Community Bible Church (Marietta, Pennsylvania, USA)

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Marietta Mennonite Church was founded in 1928 by the district mission board of the Lancaster Mennonite Conference. John S. Hiestand (1909-1992) who was the founding minister of the Marietta Mission, as it was then called, had developed a burden to begin a radio broadcast but the Lancaster Conference viewed radio as a worldly intrusion into the home and prohibited its use. Hiestand saw it as an opportunity for evangelism. On Easter Sunday 1951, Hiestand and others inaugurated the Crusade for Christ Hour on the Red Lion station in York County; as a result the Bishop Board took action to relieve him of his ministry. On Sunday morning, 9 September 1951 a number of bishops arrived at the Marietta Mennonite Mission and took charge of the service. At that meeting, John S. Hiestand was permitted to announce that the following Sunday he would meet for services at the local Community Center for anyone interested in attending. On 16 September 1951 all but one family at the former mission joined Hiestand in forming a new congregation meeting at the Marietta Community House.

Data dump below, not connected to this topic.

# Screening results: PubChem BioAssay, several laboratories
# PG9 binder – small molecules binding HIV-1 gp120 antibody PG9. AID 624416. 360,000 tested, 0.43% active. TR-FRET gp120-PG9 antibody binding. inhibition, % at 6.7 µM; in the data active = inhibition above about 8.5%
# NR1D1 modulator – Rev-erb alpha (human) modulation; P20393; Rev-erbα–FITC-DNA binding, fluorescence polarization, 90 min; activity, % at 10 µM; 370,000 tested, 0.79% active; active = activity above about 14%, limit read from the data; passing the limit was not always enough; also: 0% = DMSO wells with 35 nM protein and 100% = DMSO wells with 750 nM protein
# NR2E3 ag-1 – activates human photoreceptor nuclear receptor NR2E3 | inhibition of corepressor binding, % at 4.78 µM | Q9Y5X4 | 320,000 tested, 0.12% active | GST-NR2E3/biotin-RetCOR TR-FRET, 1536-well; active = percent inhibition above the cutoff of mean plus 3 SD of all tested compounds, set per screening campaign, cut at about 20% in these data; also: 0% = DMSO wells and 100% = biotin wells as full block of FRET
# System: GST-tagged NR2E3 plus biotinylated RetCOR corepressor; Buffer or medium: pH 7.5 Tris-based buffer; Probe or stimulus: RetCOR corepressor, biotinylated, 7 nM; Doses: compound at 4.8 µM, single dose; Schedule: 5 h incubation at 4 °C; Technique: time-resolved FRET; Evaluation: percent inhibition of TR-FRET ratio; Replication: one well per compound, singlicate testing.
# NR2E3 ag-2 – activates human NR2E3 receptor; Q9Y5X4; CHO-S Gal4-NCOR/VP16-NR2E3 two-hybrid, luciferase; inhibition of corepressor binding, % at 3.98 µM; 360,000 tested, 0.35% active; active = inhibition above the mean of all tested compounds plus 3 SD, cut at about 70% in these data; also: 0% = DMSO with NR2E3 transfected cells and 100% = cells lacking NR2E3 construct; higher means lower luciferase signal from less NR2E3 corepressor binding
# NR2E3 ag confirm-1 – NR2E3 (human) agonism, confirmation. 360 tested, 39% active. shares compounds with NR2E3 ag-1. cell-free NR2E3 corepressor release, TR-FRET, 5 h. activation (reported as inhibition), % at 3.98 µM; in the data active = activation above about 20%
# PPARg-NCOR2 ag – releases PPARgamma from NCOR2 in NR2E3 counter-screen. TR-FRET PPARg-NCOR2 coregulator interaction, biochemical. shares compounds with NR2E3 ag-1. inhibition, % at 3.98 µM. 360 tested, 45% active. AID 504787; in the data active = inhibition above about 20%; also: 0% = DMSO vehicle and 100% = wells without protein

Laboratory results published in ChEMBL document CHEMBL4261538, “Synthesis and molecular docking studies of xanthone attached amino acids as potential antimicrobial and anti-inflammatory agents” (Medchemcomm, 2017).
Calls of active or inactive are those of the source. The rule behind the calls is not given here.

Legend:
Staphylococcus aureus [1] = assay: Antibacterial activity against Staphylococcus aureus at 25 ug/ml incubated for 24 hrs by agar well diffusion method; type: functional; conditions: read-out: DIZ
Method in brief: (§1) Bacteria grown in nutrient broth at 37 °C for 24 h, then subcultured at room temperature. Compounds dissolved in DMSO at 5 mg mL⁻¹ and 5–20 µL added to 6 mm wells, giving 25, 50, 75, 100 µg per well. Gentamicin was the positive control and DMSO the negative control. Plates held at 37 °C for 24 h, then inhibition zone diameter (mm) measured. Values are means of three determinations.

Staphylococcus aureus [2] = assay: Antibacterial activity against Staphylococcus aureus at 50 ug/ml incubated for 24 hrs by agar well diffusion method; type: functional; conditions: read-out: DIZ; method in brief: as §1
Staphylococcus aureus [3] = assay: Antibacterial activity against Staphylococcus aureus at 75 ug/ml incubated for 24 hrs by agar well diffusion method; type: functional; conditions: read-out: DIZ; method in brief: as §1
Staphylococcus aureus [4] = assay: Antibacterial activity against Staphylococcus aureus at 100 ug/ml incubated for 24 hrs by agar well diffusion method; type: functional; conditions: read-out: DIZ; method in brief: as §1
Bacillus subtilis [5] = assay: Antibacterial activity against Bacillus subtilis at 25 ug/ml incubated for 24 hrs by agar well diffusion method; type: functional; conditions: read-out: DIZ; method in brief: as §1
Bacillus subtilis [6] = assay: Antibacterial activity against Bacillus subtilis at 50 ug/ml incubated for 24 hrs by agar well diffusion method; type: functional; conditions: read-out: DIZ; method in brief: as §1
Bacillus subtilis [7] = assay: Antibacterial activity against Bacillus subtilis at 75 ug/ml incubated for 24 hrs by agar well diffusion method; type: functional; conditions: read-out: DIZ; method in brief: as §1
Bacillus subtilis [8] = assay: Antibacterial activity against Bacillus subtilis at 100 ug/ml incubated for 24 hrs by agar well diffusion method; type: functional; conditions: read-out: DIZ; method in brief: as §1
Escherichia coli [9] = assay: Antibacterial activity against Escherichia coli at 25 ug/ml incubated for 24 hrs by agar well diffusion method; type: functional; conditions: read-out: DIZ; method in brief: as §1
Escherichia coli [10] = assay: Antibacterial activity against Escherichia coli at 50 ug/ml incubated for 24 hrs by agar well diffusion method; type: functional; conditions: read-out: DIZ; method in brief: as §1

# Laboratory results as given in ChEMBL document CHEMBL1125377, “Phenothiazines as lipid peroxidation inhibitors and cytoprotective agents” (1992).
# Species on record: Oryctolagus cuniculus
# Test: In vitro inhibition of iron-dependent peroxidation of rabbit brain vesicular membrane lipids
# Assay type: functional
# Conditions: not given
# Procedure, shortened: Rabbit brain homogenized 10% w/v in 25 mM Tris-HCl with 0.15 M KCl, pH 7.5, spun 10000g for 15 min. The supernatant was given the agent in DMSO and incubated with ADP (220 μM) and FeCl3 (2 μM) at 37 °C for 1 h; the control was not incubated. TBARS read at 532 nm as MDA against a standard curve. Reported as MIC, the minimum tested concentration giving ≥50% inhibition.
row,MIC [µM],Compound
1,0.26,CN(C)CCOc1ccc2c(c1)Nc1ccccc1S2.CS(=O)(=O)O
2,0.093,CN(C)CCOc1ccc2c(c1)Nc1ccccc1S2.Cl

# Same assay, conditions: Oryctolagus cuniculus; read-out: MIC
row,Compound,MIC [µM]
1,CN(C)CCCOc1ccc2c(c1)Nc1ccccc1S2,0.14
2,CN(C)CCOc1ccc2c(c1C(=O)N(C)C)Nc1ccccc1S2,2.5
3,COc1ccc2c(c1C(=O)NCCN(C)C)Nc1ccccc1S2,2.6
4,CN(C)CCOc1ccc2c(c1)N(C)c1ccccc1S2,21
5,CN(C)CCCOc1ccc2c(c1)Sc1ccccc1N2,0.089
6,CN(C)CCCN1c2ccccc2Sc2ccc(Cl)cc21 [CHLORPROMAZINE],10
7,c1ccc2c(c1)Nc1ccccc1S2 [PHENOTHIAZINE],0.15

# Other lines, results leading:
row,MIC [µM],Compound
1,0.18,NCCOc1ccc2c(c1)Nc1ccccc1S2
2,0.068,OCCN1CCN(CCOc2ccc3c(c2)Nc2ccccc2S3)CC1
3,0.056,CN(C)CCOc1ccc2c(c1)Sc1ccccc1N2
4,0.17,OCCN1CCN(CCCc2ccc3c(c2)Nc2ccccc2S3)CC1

By the 1960s the congregation had become an independent Bible church, and in 1970 adopted the name, Congregational Bible Church. In 2007 the name became Community Bible Church.

In 1953 the membership was about 150.


Community Bible Church. "Church history." 21 March 2014

Additional Information

Address: 331 Anderson Ferry Road, Marietta, Pennsylvania

Phone: 717-426-1345


Author(s) Harold S Bender
Samuel J. Steiner
Date Published March 2014

Cite This Article

MLA style

Bender, Harold S and Samuel J. Steiner. "Community Bible Church (Marietta, Pennsylvania, USA)." Global Anabaptist Mennonite Encyclopedia Online. March 2014. Web. 26 Feb 2024.,_Pennsylvania,_USA)&oldid=177226.

APA style

Bender, Harold S and Samuel J. Steiner. (March 2014). Community Bible Church (Marietta, Pennsylvania, USA). Global Anabaptist Mennonite Encyclopedia Online. Retrieved 26 February 2024, from,_Pennsylvania,_USA)&oldid=177226.


Adapted by permission of Herald Press, Harrisonburg, Virginia, from Mennonite Encyclopedia, Vol. 1, p. 692. All rights reserved.

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